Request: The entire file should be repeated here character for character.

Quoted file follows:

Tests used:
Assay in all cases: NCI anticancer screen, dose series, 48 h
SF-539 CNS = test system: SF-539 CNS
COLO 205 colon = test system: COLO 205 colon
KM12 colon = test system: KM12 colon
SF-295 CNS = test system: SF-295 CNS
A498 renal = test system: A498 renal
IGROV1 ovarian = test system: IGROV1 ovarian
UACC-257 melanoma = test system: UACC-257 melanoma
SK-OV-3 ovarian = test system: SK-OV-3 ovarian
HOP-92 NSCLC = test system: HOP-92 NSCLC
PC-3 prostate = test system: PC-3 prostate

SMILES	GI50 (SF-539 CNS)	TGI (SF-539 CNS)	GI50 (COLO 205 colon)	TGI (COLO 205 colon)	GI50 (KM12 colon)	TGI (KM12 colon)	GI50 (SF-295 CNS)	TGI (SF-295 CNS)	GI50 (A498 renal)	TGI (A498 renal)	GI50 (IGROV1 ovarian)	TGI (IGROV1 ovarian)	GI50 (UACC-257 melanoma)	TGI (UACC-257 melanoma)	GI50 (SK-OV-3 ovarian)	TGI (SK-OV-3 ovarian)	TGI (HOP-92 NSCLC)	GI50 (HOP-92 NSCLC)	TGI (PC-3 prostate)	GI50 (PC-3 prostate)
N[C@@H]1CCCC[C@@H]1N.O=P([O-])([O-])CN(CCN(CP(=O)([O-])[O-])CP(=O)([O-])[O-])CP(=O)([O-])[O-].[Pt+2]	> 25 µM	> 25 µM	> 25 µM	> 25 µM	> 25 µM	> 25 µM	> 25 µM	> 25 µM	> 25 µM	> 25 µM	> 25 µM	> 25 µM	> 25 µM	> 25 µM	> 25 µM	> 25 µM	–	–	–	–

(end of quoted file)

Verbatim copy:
Tests used:
Assay in all cases: NCI anticancer screen, dose series, 48 h
SF-539 CNS = test system: SF-539 CNS
COLO 205 colon = test system: COLO 205 colon
KM12 colon = test system: KM12 colon
SF-295 CNS = test system: SF-295 CNS
A498 renal = test system: A498 renal
IGROV1 ovarian = test system: IGROV1 ovarian
UACC-257 melanoma = test system: UACC-257 melanoma
SK-OV-3 ovarian = test system: SK-OV-3 ovarian
HOP-92 NSCLC = test system: HOP-92 NSCLC
PC-3 prostate = test system: PC-3 prostate

SMILES	GI50 (SF-539 CNS)	TGI (SF-539 CNS)	GI50 (COLO 205 colon)	TGI (COLO 205 colon)	GI50 (KM12 colon)	TGI (KM12 colon)	GI50 (SF-295 CNS)	TGI (SF-295 CNS)	GI50 (A498 renal)	TGI (A498 renal)	GI50 (IGROV1 ovarian)	TGI (IGROV1 ovarian)	GI50 (UACC-257 melanoma)	TGI (UACC-257 melanoma)	GI50 (SK-OV-3 ovarian)	TGI (SK-OV-3 ovarian)	TGI (HOP-92 NSCLC)	GI50 (HOP-92 NSCLC)	TGI (PC-3 prostate)	GI50 (PC-3 prostate)
N[C@@H]1CCCC[C@@H]1N.O=P([O-])([O-])CN(CCN(CP(=O)([O-])[O-])CP(=O)([O-])[O-])CP(=O)([O-])[O-].[Pt+2]	> 25 µM	> 25 µM	> 25 µM	> 25 µM	> 25 µM	> 25 µM	> 25 µM	> 25 µM	> 25 µM	> 25 µM	> 25 µM	> 25 µM	> 25 µM	> 25 µM	> 25 µM	> 25 µM	–	–	–	–